enhanced the water volatility, and as a result, it increased glycol 401 unit enters cold gasegas heat exchanger (E-402). DEG is
concentration in the reboiler. injected again to gas after leaving gasegas heat exchanger, and then
In any operational gas delivery contract, the water and hydro- enters the chiller (E-403). The outlet fluid from chiller (E-403)
carbon dew points should be mutually acceptable. In 2007, some of consists of gas, liquid hydrocarbons and rich glycol. As depicted in
the consumers complained about the presence of detergent like Fig. 1, the remained liquid hydrocarbons and rich glycol are sepa-
substances in the gas, therefore the Sarkhun gas plant was thor- rated from gas in cold separator (S-402) with the operating pres-
oughly investigated. The main issue with the dehydration unit was sure of 68.7 bar. The resulted gas enters final gas filter (S-403). All
the increasing pressure drop of the exchangers and predominately entrained liquid in gas is separated in outlet gas filter (S-403) which
the outlet filters that created unit control problems. Due to vari- operates at pressure of 68.2 bar. The outlet dry gas from gas filter
ability of the inlet gas feed, improper gas cooling, insufficient glycol (S-403) is sent to gas transmission pipeline after flowing on the
injection and no water separation from gas before cooling, hydrate shell sides of gasegas heat exchangers (E-402 and E-401). There are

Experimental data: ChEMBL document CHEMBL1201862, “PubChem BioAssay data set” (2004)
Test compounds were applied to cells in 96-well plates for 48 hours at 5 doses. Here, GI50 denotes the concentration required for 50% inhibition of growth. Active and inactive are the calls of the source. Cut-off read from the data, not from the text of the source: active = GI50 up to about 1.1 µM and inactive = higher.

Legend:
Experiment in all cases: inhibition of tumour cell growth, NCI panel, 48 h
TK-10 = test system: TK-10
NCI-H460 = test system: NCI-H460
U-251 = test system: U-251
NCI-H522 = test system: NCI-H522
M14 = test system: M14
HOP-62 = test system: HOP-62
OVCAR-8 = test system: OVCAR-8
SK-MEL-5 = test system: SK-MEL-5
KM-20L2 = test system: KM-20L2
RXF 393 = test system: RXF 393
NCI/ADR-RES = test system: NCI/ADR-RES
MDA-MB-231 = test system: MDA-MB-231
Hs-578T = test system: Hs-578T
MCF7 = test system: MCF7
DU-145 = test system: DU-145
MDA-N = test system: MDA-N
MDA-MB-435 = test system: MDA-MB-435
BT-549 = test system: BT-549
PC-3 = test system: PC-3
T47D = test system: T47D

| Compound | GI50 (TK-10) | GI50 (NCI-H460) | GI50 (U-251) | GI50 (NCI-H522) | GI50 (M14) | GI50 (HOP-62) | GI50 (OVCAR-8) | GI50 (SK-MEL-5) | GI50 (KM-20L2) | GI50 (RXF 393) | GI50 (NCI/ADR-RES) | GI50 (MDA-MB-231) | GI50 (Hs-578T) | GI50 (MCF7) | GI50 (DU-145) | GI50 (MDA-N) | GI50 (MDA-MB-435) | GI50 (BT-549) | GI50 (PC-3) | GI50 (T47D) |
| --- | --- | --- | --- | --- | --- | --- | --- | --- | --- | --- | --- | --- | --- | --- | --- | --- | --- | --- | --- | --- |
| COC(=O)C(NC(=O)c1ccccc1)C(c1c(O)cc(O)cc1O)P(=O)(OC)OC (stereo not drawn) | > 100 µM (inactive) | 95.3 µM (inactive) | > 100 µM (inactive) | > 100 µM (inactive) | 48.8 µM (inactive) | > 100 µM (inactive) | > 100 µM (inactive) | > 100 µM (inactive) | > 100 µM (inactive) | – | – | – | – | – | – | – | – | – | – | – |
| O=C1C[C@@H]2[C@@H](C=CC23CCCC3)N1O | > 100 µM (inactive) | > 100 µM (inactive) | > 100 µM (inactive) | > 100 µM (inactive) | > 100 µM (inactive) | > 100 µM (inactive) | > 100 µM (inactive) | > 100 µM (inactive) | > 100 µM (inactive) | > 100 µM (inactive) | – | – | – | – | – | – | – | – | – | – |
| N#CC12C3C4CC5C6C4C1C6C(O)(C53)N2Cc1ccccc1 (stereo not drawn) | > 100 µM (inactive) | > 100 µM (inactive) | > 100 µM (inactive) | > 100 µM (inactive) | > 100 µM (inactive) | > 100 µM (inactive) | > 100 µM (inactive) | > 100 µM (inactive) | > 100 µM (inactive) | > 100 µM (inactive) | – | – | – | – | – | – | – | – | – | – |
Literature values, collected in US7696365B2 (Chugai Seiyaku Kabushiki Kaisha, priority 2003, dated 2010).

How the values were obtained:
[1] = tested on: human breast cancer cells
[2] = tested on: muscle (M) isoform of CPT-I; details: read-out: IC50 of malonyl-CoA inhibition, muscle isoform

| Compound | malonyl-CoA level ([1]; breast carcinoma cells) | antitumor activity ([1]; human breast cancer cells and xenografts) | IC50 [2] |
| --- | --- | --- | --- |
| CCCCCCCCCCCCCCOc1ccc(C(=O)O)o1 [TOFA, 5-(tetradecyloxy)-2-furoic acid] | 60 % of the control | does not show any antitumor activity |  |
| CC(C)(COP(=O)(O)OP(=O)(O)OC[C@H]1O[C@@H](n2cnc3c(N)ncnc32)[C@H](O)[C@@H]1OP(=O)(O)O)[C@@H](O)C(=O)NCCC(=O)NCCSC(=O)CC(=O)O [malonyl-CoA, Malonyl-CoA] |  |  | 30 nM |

formation took place in the outlet gas filters and baffles of the cold four dew point adjustment units (Unit 400 A-D) in the Sarkhun gas
separator (S-402). Due to blockage of gas pathways through the plant including water and hydrocarbon dew point adjustment units
baffles of S-402, the gas continued to carry over significant where each one has the capacity of 3.7 MMCM. These units are
entrained glycol and liquid hydrocarbons. After preheating in the assisted with the purpose of absorbing the water vapor from Slug
heat exchangers, glycol transferred to the gas phase and increased catcher (Unit 200) by DEG injection and also adjusting the
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120 M.R. Rahimpour et al. / Journal of Natural Gas Science and Engineering 15 (2013) 118e126

Fig. 1. A schematic diagram of water dew point adjustment unit.

hydrocarbon dew point of gas by separating liquid hydrocarbons rate. Since the predominant pressure drop is in heat exchangers, it
and water and decreasing the related dew points. was recognized that the pressure of (S-601) should be increased
from 3 barg to 5.5 barg. Thus, the flow rate of Unit 600 was
2.2. Glycol regeneration unit increased from 3.4 m3/hr to 4 m3/hr. After several glycol cycle an-
alyses, it was concluded that the glycol cycle had a good quality and
A schematic process diagram of regeneration unit is represented only a small percent of it was oxidized.
in Fig. 3. In this process, the separation of liquid hydrocarbons and The optimum separation temperature for liquid hydrocarbons
glycol is done. The liquid outlet stream from the dew point adjust- from water was determined by simulation of a three phase sepa-
ment unit (Fig. 1) is a mixture of glycol and liquid hydrocarbons that rator. Fig. 3 shows a schematic diagram of three phase separator (S-
is sent to three phase separator (S-404). The mixture temperature is 404) for separation of liquid hydrocarbons and glycol. Investigating
almost 30  C which is sufficient for glycol separation from liquid the operating condition of three phase separator (S-404) showed
hydrocarbons. Afterward, as shown in Fig. 3, rich glycol enters the that its temperature should be maintained at 10  C instead of 30  C